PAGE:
Cost comparisons could be modeled using pavement management software that most cities use to project maintenance costs. One aspect is for certain, departmental investment in construction and maintenance equipment, as well as labor and materials, would be significantly lower for concrete pavers than that required for asphalt. If deemed a cost savings, a shift by any city street maintenance department to pavers would require phasing out asphalt in low-speed streets. There would likely be a commensurate increase in property values due to enhanced neighborhood character. Whether a historic district or not, such enhancements benefit the City and property owners alike.

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Industry Outlook

Gross sales for segmental concrete pavement contractors in the U.S. and Canada increased by 8.8% in 2016, according to a new report recently released by the Interlocking Concrete Pavement Institute (ICPI). In all, 218 contractors from all-sized companies participated in the 2017 ICPI Contractor Industry Survey conducted during January for ICPI by Industry Insights of Columbus, OH. Three-quarters of the companies responding to the survey pave residential projects and the remainder place commercial pavements, including housing and publicly funded works.

Most of the respondents to the survey were company owners, presidents or executives. Most companies have been in business 10 years or longer and almost half had annual sales of $1 million or greater with 10 or more employees. Most companies provide on-the-job training on installation best practices as well as on worksite safety and equipment maintenance. 69.1% of contractors required crews to review and participate in formal, documented safety programs, an increase of 4.1% from 2015.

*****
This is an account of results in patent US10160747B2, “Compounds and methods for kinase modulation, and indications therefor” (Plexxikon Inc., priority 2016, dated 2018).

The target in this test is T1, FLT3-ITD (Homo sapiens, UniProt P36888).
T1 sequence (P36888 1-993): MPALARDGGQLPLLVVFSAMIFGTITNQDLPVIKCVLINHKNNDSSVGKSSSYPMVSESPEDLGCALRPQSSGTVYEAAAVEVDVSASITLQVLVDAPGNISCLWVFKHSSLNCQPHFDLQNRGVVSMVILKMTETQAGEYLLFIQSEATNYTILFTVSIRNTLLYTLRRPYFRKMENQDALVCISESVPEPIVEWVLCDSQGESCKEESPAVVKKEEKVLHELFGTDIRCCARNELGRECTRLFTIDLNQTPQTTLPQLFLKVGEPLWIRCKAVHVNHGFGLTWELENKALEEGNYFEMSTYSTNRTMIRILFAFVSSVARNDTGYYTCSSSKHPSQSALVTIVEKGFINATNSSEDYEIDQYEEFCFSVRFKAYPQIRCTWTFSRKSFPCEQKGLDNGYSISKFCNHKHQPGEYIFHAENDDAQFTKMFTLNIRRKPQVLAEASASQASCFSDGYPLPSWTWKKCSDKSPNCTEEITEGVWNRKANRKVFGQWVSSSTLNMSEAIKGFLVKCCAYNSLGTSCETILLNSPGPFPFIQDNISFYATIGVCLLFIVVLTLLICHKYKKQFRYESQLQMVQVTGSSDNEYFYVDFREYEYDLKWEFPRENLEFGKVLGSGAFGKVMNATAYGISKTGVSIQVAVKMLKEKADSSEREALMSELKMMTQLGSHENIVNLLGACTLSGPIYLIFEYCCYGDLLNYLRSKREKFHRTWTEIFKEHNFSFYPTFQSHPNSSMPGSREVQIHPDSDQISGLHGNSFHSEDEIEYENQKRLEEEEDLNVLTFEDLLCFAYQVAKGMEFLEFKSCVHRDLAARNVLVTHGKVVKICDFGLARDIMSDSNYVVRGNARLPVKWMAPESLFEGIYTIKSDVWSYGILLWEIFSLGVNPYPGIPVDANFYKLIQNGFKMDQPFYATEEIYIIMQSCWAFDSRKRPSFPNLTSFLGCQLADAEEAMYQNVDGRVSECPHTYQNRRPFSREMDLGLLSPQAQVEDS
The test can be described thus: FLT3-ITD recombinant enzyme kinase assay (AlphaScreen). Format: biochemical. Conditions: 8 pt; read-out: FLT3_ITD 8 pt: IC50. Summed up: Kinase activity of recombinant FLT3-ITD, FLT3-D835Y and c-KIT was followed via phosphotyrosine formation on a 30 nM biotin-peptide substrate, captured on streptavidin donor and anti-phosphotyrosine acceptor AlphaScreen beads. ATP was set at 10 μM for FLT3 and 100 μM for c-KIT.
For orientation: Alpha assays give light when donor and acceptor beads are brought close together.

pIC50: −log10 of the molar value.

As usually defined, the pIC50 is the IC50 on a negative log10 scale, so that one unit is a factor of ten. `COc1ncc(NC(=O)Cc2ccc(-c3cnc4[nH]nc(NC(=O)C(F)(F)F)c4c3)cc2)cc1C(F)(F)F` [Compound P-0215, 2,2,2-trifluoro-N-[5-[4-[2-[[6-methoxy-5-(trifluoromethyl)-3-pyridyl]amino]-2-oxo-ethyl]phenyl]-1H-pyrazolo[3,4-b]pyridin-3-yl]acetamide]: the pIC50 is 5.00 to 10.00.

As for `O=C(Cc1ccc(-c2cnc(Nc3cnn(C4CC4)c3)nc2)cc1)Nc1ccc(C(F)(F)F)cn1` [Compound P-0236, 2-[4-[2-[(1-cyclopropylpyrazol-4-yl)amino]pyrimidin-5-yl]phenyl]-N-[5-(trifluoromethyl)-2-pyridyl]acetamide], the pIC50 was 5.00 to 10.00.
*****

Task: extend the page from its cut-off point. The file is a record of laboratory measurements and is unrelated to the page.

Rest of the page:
Over half of the companies use wet saws for cutting, dust masks and/or respirators to reduce silica inhalation on job sites. Over two-thirds use wet saws for cutting with a vacuum dust collection system. Almost one-fourth use dry saws for cutting with a vacuum system.

The strengthening economy is making reliable labor harder to find, as reported by almost three-quarters of the respondents. The next most challenging aspect of running their businesses is increasing overhead costs. Almost all respondents have at least one ICPI Certified Concrete Paver Installer on their payroll. Average wages/salaries increased by 3.0% in 2016 and are forecasted to increase again in 2017 by 3.2%.

Man cutting pavers at jobsite.

Since new OSHA rules on reduced exposure to silica dust start in June 2017, the ICPI contractor survey specifically addressed how employees avoid dust exposure when cutting pavers at jobsites.

While all companies install interlocking concrete pavements, the largest companies install most of the segmental paving slabs, likely in commercial projects. The average annual total installed area of pavers is 71,000 sf. Larger companies installed as many as 300,000 sf in 2016.

About three-quarters of all projects are sand-set and 12% are permeable interlocking concrete pavements. To support sales, ICPI Tech Specs are the most often used resource, with ICPI guide specifications a close second. ICPI’s detail drawings are the third most used resource.